Activist: We Need More Deadly Hurricanes

This week, of course, the major news is the ongoing disaster in New Orleans where Hurricane Katrina has forced the evacuation of the city and likely killed thousands of people. And if animal rights activist Rick Bogle had his way, there would be many more Katrinas.

On an animal rights mailing list devoted to primate research, Bogle posted a link to Tulane’s main web site, noting there was no mention yet of the status of the university’s primate research center, Covington.

Animal rights activist Jean Barnes replied to that e-mail to the effect that she had talked to a USDA official who said there were no primate deaths at Tulane, but that there were other animals that were stuck in the facility.

Bogle replied,

If there were no primate deaths at Covington over the past few days, then this must be the first time in a long time that a monkey hasn’t died. We need more Katrinas.

Barnes then replied,

Katrina would need to extend to DC to be most effective.

Animal rights activists always get angry when their critics charge that they care more about animals than people, but Bogle and Barnes demonstrate the casual disregard for human beings that is characteristic of many activists. A hurricane that likely killed thousands of people and caused upwards of $50 billion in damages is a good thing, and would be even better if it would land elsewhere.


Primfocus: Tulane. E-mail messages, Jean Barnes and Rick Bogle, September 1, 2005.

Jean Barnes Bizarre Letter about World Week for Animals in Laboratories

It’s been awhile since this site has reported on Jean Barnes, but in April she sent out an e-mail describing a protest that the Primate Freedom Project held outside Emory University. You might remember Barnes as the activist who thinks that research into gender assignment is inherently homophobic. She also turns out to be the activist who thinks her opponents are just sitting at home waiting for her to call. In her e-mail, Barnes wrote (emphasis added),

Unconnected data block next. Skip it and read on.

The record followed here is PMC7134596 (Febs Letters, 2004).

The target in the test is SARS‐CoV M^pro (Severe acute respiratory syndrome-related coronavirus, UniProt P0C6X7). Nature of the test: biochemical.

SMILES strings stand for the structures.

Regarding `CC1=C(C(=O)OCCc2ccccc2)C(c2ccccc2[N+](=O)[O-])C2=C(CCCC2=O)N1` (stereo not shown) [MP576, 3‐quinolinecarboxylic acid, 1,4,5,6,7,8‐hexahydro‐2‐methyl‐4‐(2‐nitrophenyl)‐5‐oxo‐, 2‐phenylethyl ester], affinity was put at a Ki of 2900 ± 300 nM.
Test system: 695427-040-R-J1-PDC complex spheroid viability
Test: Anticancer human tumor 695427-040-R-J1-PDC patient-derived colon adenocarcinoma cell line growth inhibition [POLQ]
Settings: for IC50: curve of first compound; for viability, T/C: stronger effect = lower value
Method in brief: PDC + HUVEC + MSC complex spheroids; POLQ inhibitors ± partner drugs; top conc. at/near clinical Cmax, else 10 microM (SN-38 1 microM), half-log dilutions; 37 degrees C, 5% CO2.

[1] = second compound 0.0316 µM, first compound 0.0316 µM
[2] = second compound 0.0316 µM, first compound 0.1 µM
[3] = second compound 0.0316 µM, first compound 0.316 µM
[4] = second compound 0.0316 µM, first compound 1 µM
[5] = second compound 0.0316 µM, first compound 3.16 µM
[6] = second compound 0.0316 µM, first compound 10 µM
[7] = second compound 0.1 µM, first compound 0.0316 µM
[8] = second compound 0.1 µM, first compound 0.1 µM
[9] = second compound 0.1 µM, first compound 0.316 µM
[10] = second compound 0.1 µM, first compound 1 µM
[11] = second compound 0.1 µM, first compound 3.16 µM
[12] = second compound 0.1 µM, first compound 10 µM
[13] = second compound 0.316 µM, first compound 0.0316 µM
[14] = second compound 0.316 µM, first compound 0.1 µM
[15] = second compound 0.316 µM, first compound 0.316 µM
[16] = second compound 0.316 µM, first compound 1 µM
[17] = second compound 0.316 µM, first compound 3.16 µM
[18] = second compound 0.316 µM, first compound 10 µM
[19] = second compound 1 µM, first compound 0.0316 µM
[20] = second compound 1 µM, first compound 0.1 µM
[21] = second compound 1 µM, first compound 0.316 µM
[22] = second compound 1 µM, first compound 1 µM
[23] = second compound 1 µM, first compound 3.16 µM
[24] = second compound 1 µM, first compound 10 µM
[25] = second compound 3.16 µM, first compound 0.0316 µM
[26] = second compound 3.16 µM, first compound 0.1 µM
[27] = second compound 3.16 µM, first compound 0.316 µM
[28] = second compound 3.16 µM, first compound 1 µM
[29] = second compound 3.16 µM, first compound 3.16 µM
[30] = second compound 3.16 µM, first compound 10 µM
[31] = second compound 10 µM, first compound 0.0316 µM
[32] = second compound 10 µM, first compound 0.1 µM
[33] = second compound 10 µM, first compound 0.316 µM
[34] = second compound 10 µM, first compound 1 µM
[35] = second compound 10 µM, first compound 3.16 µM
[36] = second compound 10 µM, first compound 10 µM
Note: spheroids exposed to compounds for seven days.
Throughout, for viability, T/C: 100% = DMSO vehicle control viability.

We had lots of media — including a one hour visit at WNNX where show hosts had invited at least 12 different Emory U. researchers to participate in an exchange with Ingrid [Newkirk]. None of Emory’s ‘trained medical professionals’ had the backbone to take on Ingrid — who to my knowledge — has no medical training. After WNNX was unable to secure an Emory dr. or researcher, they called around the US trying to get a medical type to discuss research with her. Again, no takers.

WNNX finally decided to try Ted Nugent. Ted could conveniently not be reached . . .

Yeah, I’m sure Nugent was home quaking in his boots at the thought of being called about a protest organized by Barnes.

Dang, they should have called me — I’d have debated that twit Newkirk. How convenient that Barnes didn’t bother!


Who’s Afraid of Ingrid Newkirk? Jean Barnes, Primate Freedom Project, April 28, 2004.

Jean Barnes Just Makes It Up as She Goes Along

Jean Barnes posted an e-mail to AR-NEWS the other day urging animal rights activist to contact the Commerce Club in Atlanta, Georgia, to protest an upcoming appearance by Deborah Insel. Insel is a former high school teacher who is going to discuss her work at trying to increase the number of low-income high school kids who go on to college.

For Barnes and others, Insel is fair game because she is married to Emory University professor Tom Insel, who is the former director of the Yerkes Primate Center. According to Barnes’ e-mail,

It is doubtful she will reveal her husband Tom has tortured and killed animals for years at Emory.

Deborah, has known for years about her husbands experiments and has failed to take a public position about the cruelty involved. Rather, Deborah Insel has (publically) remained silent and allowed the cruelty to continue. Deborah Insel has financially benefitted from Tom’s salary at Emory/Yerkes as he tortures and mistreats non-human primates and other animals at Emory/Yerkes. She has participated in cruelty by omission.